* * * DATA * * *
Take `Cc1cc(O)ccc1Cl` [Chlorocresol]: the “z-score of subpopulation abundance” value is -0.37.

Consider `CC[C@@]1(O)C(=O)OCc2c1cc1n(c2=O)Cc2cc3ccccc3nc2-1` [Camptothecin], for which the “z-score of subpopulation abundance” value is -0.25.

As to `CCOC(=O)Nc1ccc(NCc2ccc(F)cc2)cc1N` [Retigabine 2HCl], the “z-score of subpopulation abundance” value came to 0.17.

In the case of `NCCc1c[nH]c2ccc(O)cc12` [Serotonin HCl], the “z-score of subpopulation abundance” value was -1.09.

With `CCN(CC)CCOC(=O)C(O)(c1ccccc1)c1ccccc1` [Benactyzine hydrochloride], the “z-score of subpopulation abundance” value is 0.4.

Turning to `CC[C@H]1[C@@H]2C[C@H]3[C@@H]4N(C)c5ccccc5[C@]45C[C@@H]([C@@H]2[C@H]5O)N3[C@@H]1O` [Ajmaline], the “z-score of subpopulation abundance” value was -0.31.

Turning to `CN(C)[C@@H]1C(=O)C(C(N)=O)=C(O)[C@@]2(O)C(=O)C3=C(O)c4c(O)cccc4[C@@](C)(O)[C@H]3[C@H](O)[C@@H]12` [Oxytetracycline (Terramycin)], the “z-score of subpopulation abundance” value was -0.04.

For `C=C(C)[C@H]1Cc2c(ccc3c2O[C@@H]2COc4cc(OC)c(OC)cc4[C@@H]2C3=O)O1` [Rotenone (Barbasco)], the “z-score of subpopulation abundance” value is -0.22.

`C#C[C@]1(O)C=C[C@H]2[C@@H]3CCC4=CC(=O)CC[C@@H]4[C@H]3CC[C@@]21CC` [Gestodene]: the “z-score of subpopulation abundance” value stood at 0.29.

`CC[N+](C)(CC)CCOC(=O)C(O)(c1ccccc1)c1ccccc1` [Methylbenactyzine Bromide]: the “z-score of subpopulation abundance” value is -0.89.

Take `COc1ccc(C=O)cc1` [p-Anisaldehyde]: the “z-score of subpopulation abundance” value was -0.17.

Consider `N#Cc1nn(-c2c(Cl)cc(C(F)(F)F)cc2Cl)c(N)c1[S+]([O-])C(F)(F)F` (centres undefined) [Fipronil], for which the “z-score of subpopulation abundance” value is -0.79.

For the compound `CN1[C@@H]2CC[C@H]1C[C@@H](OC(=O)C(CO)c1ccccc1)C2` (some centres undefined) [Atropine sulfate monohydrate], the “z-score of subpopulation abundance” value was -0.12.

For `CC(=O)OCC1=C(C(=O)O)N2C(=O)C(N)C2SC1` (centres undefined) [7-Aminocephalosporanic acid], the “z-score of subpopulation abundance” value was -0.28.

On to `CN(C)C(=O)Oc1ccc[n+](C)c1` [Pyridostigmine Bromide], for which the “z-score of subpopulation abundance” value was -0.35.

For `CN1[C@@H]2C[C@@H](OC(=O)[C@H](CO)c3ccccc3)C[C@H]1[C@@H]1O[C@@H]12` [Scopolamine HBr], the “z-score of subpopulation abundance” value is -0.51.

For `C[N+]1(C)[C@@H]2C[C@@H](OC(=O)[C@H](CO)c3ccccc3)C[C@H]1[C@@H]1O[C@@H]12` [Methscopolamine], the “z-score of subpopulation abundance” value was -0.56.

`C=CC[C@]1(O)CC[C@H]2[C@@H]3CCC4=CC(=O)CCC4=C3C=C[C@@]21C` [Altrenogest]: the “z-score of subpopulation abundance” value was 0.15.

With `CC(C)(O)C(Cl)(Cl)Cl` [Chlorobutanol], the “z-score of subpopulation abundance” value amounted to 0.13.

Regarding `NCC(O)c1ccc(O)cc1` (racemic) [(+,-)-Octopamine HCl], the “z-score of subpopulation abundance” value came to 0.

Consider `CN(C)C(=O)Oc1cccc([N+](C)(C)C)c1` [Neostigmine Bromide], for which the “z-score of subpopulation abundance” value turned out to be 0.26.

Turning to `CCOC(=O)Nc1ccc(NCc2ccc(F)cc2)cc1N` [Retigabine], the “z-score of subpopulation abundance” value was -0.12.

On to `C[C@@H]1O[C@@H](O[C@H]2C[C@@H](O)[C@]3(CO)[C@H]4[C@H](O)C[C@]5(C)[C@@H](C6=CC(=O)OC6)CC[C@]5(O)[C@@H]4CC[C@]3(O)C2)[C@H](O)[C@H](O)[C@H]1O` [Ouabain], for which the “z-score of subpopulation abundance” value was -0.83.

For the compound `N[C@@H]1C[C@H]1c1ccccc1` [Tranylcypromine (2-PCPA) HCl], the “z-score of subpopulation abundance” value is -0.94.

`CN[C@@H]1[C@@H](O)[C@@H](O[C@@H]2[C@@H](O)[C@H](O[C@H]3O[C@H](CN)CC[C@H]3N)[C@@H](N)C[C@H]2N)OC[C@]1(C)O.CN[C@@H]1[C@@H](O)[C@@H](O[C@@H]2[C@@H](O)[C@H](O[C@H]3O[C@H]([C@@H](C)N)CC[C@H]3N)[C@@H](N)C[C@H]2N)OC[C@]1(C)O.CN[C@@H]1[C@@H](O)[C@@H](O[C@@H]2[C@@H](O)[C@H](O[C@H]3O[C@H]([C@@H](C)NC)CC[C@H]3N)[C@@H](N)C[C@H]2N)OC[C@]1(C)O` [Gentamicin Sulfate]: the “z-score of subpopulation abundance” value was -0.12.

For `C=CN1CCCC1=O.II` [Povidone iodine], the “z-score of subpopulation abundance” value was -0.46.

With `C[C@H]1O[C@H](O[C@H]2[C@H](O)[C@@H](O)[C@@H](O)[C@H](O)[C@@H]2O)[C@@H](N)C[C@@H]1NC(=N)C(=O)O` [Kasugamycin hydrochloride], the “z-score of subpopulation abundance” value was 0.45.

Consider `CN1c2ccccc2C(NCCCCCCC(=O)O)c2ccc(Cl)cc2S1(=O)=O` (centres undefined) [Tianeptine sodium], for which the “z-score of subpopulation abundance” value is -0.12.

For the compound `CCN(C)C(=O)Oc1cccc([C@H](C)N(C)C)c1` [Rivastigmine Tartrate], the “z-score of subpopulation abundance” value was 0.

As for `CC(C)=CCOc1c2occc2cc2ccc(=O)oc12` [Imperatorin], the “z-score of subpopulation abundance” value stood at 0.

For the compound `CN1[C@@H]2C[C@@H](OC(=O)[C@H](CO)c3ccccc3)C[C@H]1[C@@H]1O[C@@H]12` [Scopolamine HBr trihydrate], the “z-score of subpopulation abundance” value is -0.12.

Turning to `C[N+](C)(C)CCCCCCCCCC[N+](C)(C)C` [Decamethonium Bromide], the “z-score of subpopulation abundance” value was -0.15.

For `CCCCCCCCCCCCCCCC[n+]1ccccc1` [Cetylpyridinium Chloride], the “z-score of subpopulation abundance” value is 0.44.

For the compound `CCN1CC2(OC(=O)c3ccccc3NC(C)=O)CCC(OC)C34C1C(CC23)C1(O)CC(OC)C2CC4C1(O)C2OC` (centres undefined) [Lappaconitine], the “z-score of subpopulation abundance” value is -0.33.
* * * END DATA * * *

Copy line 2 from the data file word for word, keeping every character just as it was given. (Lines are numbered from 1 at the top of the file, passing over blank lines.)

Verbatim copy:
Consider `CC[C@@]1(O)C(=O)OCc2c1cc1n(c2=O)Cc2cc3ccccc3nc2-1` [Camptothecin], for which the “z-score of subpopulation abundance” value is -0.25.